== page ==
Prices of staples have soared fourfold in parts of Malawi ravaged by Cyclone Freddy, deepening shortages in the country where nearly four million were already food insecure, the WFP said Wednesday.
Compared to the same time last year, the price of maize, the country’s staple food, “has soared to record levels and is now 300 percent” just over a week after the deadly tropical storm lashed southern Malawi, the United Nations World Food Program said in a statement.
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The southern district of Nsanje saw the steepest food price hikes, with maize prices up by 400 percent as villages and markets have been rendered inaccessible, it said.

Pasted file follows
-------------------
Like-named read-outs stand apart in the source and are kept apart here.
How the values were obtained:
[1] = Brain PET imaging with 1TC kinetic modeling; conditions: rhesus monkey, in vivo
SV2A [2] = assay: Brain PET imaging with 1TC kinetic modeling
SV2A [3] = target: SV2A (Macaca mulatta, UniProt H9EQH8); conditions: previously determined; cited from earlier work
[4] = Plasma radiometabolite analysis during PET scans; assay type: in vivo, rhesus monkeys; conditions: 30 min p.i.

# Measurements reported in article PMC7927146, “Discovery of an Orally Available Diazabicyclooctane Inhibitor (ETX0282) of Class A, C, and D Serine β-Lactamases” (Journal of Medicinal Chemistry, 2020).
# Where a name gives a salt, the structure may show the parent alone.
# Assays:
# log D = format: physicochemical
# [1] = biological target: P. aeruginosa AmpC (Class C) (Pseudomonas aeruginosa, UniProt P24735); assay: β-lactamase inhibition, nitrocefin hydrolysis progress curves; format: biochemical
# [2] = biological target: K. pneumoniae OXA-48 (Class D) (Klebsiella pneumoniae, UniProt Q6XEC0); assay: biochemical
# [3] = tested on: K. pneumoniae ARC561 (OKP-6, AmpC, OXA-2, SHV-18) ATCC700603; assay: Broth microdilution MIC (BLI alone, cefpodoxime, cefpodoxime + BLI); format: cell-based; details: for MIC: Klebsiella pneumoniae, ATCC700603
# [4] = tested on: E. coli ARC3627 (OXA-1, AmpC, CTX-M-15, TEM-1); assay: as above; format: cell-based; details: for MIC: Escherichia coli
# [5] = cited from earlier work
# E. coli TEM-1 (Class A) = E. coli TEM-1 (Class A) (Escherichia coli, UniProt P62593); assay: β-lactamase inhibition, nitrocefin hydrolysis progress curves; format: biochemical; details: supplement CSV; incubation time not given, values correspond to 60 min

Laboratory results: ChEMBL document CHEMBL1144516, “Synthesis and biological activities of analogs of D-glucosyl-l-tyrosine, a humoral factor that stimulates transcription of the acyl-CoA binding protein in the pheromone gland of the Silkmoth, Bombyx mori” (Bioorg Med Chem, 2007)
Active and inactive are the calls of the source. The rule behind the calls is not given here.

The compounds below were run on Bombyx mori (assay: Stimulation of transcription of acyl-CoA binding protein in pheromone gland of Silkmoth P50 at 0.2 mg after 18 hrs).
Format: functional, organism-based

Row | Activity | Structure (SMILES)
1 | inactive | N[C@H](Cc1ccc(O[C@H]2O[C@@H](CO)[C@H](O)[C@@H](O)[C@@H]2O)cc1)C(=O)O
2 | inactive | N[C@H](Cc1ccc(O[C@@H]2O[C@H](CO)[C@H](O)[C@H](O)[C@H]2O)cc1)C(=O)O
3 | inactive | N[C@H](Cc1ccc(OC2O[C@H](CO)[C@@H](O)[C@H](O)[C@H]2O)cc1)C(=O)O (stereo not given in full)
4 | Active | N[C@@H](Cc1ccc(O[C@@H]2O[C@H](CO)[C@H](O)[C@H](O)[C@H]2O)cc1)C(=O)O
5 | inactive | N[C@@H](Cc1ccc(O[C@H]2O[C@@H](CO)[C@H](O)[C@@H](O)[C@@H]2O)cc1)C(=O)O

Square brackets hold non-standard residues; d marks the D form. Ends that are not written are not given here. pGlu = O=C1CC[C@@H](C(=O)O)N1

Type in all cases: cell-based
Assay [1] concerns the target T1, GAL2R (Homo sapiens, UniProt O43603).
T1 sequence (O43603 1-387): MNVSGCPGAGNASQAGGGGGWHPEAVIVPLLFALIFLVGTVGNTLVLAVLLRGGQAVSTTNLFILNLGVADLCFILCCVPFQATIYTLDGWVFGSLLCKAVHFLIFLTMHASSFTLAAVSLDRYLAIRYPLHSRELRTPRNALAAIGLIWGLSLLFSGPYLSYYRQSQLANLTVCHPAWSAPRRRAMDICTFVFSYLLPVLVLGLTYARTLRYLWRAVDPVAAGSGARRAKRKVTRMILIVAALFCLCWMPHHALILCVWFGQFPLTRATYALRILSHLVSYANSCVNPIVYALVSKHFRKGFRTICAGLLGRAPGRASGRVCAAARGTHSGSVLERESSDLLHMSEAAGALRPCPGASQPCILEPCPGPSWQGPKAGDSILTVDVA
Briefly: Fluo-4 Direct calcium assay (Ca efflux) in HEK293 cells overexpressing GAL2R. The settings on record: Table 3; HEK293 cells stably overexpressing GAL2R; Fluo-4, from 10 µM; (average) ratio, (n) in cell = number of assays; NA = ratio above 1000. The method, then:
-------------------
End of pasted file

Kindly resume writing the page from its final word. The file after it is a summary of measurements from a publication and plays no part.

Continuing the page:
Cyclone Freddy dumped six months’ worth of rainfall in six days in southern Malawi, leaving a trail of destruction, ripping apart roads and flooding farmland.
Malawi is now confronted with “worsening levels of food insecurity as families struggle to meet their food needs,” the UN agency said.
About 117,000 hectares of farmland were flooded, it said.
Some 3.8 million people in the impoverished nation were already facing acute food insecurity before the cyclone struck, WFP said.
Cyclone Freddy has killed 499 people in Malawi, 350 others are missing, and half a million have been displaced.
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